CULLMAN, Ala. – The Cullman City Council on Friday, Sept. 30, convened for its last meeting before beginning of FY 2023, which starts Oct. 1. On the agenda were several items of interest including the budget for FY 2023, the appointment of City officers and City pay increases.
The City’s general fund went to $52,899,395 based on actual revenue collection this year with the budget increasing by 9% due to inflation. All City of Cullman employees will receive a 6% cost of living raise with an $800 additional supplement going to all full-time employees this November. The City will also absorb the 7.5% increase in health care premiums to employees.
Local sales and property tax will see $9 million going to city schools with another $1 million from the City going toward the construction of a new access road at Cullman City Primary School. An additional $600,000 will go toward the school system’s capital improvement plan.
Approved grant projects include the Community Development Block Grant (CDBG) for Warnke Road in the amount of $1.3 million. A Transportation Alternatives Program (TAP) grant for the streetscaping of Arnold Street, Clark Street and Second Avenue Northeast for $1.2 million has also been approved. Potential upcoming grants include funds for the widening of U.S. Highway 278 and Logan Avenue.
The street department’s budget is more than $7 million, with $3.5 million specific to paving.
The new pay scale for the Cullman Police Department and Cullman Fire Rescue was approved.
Cullman Parks, Recreation & Sports Tourism will see work continuing on the new civic center complex with grants funding Depot Park green space expansion and OTR trails at Palomino RV Resort. Heritage Park, WildWater and East Side Park will see upgrades in the year as well.
Cullman Regional Airport will have $1.5 million for the construction of a 100-footx100-foot hangar, which will allow for vast improvement potential in the coming years.
Mayor Woody Jacobs shared news that the road reconstruction on Second Avenue Northeast did not meet inspection requirements and the subcontractor will be required to repave the project.
The following requests were approved:
- A special event request from Emily Trahan of St. Paul’s Church for a Reformation Fun Run and 5k on Oct. 29, 2022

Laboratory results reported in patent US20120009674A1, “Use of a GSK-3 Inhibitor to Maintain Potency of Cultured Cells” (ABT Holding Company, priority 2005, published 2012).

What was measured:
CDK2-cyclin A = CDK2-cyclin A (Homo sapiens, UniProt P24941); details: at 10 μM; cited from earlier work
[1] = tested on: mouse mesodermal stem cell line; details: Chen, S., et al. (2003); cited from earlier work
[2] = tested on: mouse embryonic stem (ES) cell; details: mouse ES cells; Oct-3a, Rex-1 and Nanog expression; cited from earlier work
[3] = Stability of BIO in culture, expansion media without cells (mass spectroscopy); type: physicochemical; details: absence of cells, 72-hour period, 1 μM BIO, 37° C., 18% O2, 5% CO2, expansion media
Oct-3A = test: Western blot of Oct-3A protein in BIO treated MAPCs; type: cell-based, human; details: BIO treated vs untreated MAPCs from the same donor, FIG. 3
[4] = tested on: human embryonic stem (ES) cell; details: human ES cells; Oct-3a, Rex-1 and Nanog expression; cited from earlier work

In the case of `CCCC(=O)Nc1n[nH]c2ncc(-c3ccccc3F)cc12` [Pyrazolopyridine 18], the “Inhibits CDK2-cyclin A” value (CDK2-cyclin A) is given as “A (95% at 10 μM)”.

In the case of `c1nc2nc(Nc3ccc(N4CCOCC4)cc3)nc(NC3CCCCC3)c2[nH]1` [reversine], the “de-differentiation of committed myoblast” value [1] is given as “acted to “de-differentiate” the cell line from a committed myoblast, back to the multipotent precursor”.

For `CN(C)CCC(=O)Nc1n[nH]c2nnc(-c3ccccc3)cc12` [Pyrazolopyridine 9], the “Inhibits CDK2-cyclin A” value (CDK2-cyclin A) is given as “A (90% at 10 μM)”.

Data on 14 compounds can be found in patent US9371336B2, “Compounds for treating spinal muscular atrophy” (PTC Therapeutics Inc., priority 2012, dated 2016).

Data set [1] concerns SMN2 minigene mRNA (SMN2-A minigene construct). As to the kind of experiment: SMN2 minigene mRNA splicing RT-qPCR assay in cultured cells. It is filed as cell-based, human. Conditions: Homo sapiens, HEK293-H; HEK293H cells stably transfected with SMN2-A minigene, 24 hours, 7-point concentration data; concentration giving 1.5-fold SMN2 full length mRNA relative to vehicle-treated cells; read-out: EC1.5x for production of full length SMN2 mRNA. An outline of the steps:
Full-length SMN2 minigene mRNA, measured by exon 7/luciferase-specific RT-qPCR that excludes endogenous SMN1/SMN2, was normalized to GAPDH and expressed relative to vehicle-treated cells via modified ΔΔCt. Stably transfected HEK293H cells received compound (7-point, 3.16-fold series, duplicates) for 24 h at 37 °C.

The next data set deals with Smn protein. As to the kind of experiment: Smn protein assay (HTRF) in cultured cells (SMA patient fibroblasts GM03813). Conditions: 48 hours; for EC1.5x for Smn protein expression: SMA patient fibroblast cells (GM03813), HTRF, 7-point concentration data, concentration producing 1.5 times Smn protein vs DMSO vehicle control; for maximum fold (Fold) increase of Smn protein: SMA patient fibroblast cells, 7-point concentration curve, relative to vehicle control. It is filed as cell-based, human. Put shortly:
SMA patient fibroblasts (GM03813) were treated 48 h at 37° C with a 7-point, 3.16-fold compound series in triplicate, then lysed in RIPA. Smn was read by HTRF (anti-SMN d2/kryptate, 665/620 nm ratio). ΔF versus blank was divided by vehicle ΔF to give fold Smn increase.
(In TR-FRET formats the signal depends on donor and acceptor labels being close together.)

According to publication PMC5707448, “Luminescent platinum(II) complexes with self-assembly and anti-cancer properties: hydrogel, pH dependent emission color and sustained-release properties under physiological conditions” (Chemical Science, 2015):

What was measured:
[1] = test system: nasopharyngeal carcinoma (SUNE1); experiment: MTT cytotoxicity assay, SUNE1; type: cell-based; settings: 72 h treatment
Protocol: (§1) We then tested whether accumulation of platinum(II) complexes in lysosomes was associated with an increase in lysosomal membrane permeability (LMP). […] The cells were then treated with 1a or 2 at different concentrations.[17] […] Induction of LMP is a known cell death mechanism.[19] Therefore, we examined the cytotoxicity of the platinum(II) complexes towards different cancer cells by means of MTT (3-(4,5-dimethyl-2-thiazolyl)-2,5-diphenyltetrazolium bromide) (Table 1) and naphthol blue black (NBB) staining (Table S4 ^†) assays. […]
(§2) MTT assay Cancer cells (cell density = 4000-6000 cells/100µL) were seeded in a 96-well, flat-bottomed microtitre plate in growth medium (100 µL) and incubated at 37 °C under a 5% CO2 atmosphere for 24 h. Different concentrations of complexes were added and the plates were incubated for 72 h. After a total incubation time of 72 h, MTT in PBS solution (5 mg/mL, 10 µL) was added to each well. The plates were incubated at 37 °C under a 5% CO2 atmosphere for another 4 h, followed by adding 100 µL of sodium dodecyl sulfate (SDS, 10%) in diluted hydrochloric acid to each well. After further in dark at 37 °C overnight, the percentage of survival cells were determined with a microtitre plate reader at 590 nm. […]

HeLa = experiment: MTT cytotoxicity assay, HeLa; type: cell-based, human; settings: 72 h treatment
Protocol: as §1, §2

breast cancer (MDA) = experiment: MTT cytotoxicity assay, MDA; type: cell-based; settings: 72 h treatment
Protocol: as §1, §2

- A special event request from Lynsey Todd of Warehouse District Merchants to close First Avenue Northeast on multiple Saturdays in November and December for Christmas in the Warehouse District
- A special event request from Adam Clark of the Cullman Police Department to hold the annual Trunk or Treat on Oct. 26, 2022
- A special event request from Karen Speegle of Seventh Street Baptist Church to hold the annual Fall Fest at the church on Oct. 30, 2022
- A request from Puckett’s, to be located at 6076 Alabama Highway 157 for a restaurant retail liquor alcohol license which received a favorable recommendation form the City of Cullman Alcohol Review Committee
- A request from The Venue at Cotton Creek located at 417 Third Ave. SW for a “Special Events more than 30 days” alcohol license which received a favorable recommendation form the City of Cullman Alcohol Review Committee
The following ordinance and resolutions were approved:
- First reading of Ordinance No. 2022-32 to amend the department heads of the City of Cullman
- Resolution No. 2022 -112 to enter into Community Service Contracts for FY 2023 budget that updates titles of department heads
- Resolution No. 2022 -113 to adopt pay matrix job descriptions job classifications and pay increases for FY 2023 budget
- Resolution No. 2022 -114 to appoint officers of the City of Cullman
- Resolution No. 2022 -115 to adopt the annual FY 2023 budget
When the meeting was opened for public comments, one city resident and three county residents spoke out against the upcoming Cullman Comes Out event on Oct. 8 citing concerns for “Christian values,” traffic logistics, Leninism, monkey pox, Satan worship and gangs.
City resident Boyd Langford asked for the special event permit to be revoked as “not even a mask over the rectum will slow the spread (of monkeypox) nor flatten the proverbial curve.” Langford voiced his fear that the spread of monkeypox is far graver than the COVID-19 pandemic and referred to Alabama Governor Kay Ivey as “the shutdown queen in Montgomery.”
Langford and another speaker also voiced concerns over possible traffic issues which they expect to come with the event. Cullman Comes Out, their event of concern, is scheduled the weekend following one of the city’s largest downtown festivals Oktoberfest. The following three speakers were residents of Cullman County, not within city limits, and voiced similar concerns.
An online copy of the City of Cullman FY 2023 budget will be posted once it is made available.
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